When talk turns to running a household on a budget, people often sum up the effort as “putting food on the table.” After all, aside from air and water, what could possibly be more basic to our survival than food?
But as many a parent can tell you, deciding what food to put on that table poses questions that aren’t so easily answered. Making up a grocery list involves not only a consideration of budget, scheduling, and what little Johnny will eat, but also the latest scientific updates on nutrition. It’s a recipe for confusion, indeed. Michael Pollan tackles this confusion in his books The Omnivore’s Dilemma (2006) and In Defense of Food (2008), in which he investigates processed and organic foods, the food industry, and nutritional science.
Even if you have yet to read either book, you may have heard Pollan’s summary of his work: “Eat food. Not too much. Mostly plants.” This summary serves as a handy guide through the forest of food choices in a grocery store — as long as you remember that by “food” Pollan means something your great-grandmother would recognize as edible. It’s also a good starting point for sharing Pollan’s insights with your children and enlisting them in framing a healthful diet for your family. Here are some ideas to get you started:
- Snag Pollan’s own “crib sheets” to his work. Pollan made your job easier by adding two more volumes to his bookshelf in 2009: a young reader’s edition of The Omnivore’s Dilemma and Food Rules: An Eater’s Manual, a 64-rule handbook to healthful eating.
- Subtract the additives. Want some dimethyl benxyl carbinyl acetate with your meal? Pollan suggests avoiding food products that contain ingredients “no ordinary human would keep in the pantry” or that a “3rd grader cannot pronounce. He also suggests avoiding packaged foods with more than five ingredients. Ask your kids to examine the ingredients list on packaged foods. Try pronouncing the more intimidating ingredients. Have them count ingredients in a selected product. Can they find similar products with fewer?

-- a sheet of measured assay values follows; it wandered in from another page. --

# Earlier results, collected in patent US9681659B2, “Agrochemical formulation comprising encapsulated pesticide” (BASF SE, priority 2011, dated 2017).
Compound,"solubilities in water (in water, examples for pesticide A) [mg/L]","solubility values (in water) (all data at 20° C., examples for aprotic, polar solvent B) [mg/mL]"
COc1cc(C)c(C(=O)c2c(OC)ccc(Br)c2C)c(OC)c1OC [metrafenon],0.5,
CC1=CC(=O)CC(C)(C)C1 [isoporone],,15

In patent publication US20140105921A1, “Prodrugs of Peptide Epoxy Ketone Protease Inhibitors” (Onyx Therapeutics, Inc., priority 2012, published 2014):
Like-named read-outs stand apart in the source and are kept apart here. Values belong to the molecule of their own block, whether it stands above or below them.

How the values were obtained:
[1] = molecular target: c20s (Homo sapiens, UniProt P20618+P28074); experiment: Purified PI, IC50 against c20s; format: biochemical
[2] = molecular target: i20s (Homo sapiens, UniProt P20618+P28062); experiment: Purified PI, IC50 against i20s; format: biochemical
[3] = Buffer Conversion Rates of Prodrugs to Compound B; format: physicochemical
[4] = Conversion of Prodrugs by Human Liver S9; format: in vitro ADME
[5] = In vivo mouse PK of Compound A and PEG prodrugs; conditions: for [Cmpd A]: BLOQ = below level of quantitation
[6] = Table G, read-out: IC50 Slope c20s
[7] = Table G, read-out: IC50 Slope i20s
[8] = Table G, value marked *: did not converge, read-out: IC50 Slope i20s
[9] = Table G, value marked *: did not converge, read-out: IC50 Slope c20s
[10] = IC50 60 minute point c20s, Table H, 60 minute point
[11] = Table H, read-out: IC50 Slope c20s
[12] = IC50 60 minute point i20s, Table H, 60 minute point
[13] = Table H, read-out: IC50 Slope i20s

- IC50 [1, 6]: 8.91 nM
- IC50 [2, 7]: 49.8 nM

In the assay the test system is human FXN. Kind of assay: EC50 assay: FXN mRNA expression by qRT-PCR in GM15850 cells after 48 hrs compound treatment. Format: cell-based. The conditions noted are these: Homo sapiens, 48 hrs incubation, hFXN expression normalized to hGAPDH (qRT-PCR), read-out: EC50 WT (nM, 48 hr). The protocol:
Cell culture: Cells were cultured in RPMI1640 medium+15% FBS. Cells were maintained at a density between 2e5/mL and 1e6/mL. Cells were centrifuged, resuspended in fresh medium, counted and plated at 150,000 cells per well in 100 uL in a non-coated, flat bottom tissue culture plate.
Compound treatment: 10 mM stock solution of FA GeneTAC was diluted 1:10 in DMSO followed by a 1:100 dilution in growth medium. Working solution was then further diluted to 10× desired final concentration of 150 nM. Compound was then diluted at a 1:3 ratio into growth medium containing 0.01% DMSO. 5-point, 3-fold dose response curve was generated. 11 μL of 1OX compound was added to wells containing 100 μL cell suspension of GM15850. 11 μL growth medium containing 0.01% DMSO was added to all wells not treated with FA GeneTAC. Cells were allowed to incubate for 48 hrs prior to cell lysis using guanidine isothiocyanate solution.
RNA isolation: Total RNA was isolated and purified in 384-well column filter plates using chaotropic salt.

- Watch Out for Sugar. Sugar consumption in the United States has risen by more than 24 pounds a year per person during the past 50 years — and not because we’re eating more raspberries. Again, sic your kids on ingredient lists. Can they find the ubiquitous sweetener “high fructose corn syrup”? As for “sugar” itself — if it’s listed in the first three, Pollan cautions, beware.
- Hot Pink Milk — No. “Don’t eat breakfast cereals that change the color of the milk,” advises Pollan. Ask your children how their favorite cereals behave in milk. If the white stuff takes on a blue hue or a mint tint, that’s because food coloring is leaking out. Older children might be interested in using this clue as the basis of a science-fair experiment.
- Hot Pink Fruits — Yes! Brightly colored produce is packed with nutrients. See if your kids can design a meal that includes a multitude of naturally derived colors. What’s a good three-color meal? Can they figure out a rainbow-colored one?
- Planting Ideas. “If it came from a plant, eat it; if it was made in a plant, don’t,” Pollan quips. He also suggests avoiding foods advertised on TV, pointing out that most fruits and veggies don’t boast ad campaigns. Examine this idea with kids by analyzing the words and pictures in food ads. Have your kids create ads for mock products using buzzwords, health claims, and other attention-grabbers. Or have them create ads for those underserved fruits and veggies!
- Planting Plants. Ask your kids to brainstorm a list of fruits and vegetables. At the grocery store, have them pick out a fruit or vegetable your family doesn’t ordinarily eat and find a way to prepare it. And if you have a yard or even just a window ledge, involve kids in raising their own produce. Growing your own brings home the main message in Pollan’s work: “Eat foods made from ingredients you can picture growing in nature.”
- Meet the Farmer. Take your young farmers to a farmer’s market. It’s a great opportunity not only to meet farmers and see what grows in your part of the world, but also to give kids a sense of what’s in season when.
- Cook It, Then Book It. Dig out some old family recipes, or find new ones based in the cuisine of your family’s heritage. Enlist your kids’ help in buying the ingredients and preparing them. Collect the recipes, add snapshots, ask your kids to illustrate the collection, and you’ve got a family cookbook for the ages. Bon appétit!